“In the context of balloon flight, we refer to Administrator v. Rees. In Rees, the respondent’s commercial pilot certificate was revoked for violations of sections 91.119 (a), (b), and (c), and 91.13 (a) in connection with four incidents of operating a hot air balloon in low flight. We determined that the appropriateness of the landing site, ‘in terms of the necessity for landing there,’ is part of the equation when evaluating a pilot’s landing choices. Similarly, in Administrator v. Cory the respondent operated a balloon in low flight over residences and other structures and landed in a parking lot near cars and light poles. The Board found that the law judge correctly considered the suitability of the landing site in his analysis when he concluded that respondent’s low flight was not necessary for landing. If the landing site is inappropriate under the circumstances, then the low flight cannot be excused under the regulation as necessary for landing.

      “[In] Administrator v. Van de Hoef where a balloon pilot was found to have operated above a congested area below an altitude of 1,000 feet above the highest obstacle. Specifically, he operated the aircraft over Seattle, Washington, and landed in a northwest suburb of the city. We agreed with the law judge that both the takeoff and landing sites were inappropriate and, thus, did not involve permissible low flight. Just as in the instant case, while the low flight may have been a prerequisite to the questioned landing, that landing itself was inappropriate.

  2. I see you’ve changed the “errant hot air balloon fell on a neighborhood” phrase from the original story. I appreciate you making that change because it was untrue. I do have to ask, aren’t journalists supposed to acknowledge when they make factual changes like this?

    On the FAA regulation quoted in this story, you’ve conveniently left off the phrase “except when necessary for takeoff or landing”. It’s dishonest for you to simply say that “According to FAA regulations, hot air balloons must fly more than 1,000 feet above towns like Wake Forest.”

    You might also consider removing the graphic image of a bloody outline of a dead body on your main page that’s associated with this story. How is that image and the phrase “DON’T BE A STATISTIC” related to a peaceful, lawful, safe, balloon ride on a beautiful day? This is an example of sensationalized journalism at its worst.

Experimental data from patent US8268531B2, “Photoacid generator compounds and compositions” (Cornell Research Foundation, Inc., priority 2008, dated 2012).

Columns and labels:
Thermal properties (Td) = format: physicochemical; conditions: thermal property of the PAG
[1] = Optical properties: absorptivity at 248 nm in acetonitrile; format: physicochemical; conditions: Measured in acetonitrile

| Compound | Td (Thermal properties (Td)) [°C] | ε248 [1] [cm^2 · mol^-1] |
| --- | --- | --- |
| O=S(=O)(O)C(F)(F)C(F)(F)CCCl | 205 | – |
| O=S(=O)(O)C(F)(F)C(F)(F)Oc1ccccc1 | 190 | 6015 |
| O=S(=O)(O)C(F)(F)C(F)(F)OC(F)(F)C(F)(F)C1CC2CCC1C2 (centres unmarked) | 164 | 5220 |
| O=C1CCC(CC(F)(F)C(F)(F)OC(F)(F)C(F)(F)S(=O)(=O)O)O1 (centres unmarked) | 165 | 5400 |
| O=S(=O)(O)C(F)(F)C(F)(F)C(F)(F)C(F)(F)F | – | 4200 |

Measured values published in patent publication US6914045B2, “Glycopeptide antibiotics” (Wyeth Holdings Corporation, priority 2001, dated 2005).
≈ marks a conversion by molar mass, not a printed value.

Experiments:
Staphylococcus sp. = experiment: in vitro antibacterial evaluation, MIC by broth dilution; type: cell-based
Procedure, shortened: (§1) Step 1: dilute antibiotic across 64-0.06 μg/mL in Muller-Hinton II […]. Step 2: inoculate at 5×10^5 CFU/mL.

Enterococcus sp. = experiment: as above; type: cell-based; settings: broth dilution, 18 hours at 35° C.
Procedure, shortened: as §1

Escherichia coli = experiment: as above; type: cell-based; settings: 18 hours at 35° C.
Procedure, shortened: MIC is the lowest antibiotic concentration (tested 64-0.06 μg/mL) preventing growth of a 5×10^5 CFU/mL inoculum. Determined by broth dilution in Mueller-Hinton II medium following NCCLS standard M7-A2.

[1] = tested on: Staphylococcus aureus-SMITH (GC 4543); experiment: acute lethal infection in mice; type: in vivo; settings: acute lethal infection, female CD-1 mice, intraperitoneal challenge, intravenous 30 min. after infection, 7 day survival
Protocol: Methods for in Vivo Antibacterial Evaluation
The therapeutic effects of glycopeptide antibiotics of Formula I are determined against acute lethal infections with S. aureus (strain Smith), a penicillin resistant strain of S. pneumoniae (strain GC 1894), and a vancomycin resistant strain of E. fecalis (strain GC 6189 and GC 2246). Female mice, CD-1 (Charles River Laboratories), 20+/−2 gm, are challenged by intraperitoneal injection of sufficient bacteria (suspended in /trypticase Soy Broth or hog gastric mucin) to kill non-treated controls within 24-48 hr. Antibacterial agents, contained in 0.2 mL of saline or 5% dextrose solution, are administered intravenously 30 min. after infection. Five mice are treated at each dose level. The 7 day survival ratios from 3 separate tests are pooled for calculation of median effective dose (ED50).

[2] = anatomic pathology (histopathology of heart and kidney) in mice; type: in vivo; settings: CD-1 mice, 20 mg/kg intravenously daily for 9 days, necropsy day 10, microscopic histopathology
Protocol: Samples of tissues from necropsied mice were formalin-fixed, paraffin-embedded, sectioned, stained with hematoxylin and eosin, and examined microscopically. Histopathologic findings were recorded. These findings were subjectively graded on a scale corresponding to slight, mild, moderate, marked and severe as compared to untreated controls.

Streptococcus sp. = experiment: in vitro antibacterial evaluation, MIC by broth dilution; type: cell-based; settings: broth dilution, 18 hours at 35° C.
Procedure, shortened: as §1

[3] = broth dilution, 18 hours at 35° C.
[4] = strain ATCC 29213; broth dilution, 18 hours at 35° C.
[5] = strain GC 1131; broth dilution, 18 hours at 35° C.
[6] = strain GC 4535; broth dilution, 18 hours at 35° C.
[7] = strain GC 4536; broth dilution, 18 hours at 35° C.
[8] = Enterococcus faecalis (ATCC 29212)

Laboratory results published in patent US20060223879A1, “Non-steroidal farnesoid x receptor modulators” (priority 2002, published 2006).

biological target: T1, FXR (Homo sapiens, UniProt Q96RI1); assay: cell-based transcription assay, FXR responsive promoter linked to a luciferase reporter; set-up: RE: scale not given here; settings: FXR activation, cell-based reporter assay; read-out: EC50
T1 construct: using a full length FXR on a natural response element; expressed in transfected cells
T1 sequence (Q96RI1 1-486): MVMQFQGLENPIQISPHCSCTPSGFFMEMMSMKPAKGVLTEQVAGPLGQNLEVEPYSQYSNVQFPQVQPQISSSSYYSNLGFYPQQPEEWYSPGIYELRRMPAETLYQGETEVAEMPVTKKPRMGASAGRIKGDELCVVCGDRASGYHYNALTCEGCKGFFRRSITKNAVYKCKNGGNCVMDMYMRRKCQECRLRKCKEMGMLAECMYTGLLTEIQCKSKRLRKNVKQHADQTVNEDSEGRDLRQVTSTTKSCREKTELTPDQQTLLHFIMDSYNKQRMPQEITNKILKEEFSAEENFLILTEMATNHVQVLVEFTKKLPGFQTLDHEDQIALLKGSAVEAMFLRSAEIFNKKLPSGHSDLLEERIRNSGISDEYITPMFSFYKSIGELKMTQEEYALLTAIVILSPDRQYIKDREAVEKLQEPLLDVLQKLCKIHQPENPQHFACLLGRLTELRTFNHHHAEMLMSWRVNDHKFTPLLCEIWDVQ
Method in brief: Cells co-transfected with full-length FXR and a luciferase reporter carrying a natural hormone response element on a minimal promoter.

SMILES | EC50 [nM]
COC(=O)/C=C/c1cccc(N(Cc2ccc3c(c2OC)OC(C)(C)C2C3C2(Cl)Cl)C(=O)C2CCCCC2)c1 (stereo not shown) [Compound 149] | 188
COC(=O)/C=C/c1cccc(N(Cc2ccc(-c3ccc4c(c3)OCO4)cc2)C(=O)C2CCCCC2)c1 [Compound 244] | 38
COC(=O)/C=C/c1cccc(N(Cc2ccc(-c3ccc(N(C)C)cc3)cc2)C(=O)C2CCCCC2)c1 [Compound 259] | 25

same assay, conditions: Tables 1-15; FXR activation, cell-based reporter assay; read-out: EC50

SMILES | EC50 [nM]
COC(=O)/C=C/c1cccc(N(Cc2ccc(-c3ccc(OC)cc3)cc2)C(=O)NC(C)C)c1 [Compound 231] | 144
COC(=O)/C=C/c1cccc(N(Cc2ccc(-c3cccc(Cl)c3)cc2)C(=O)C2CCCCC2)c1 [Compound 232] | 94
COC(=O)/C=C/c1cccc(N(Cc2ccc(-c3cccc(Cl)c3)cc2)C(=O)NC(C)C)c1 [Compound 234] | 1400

The bigger point I’d like to make is that it’s disappointing to see something as unique and cool as hot air balloons dishonestly criticized like this. Beautiful and creative things like hot air balloons make our lives more enjoyable! If you really want to write a story about balloons in the Triangle, why don’t you get some first-hand knowledge and take a balloon ride?

    • The change of errant was not a big deal since it is doubtful the homeowners had expected the balloon to land there, thus errant. And “fell on” is simply a description of the way gravity works. The change was made not because it was untrue but because we thought this read better.

      You’ve not addressed the comments from the FAA stating that those minimums do not apply to takeoff or landings in all situations (see the administrative notes in previous comments), especially in congested areas or near building, structures, power lines, etc. Additionally you did not answer if this was an emergency landing? That makes a big difference here.

      We asked the FAA for clarification on the matter and they stated they are “investigating the reported balloon operations.”

      So anything official really has to come from the result of their investigation.

      This really isn’t an issue with cool and fascinating balloon rides. It’s a story about balloons landing unexpectedly in neighborhoods around Wake Forest.

      There would be no story here if readers were not reporting repeated landings in neighborhoods. Open fields seem like much better landing areas.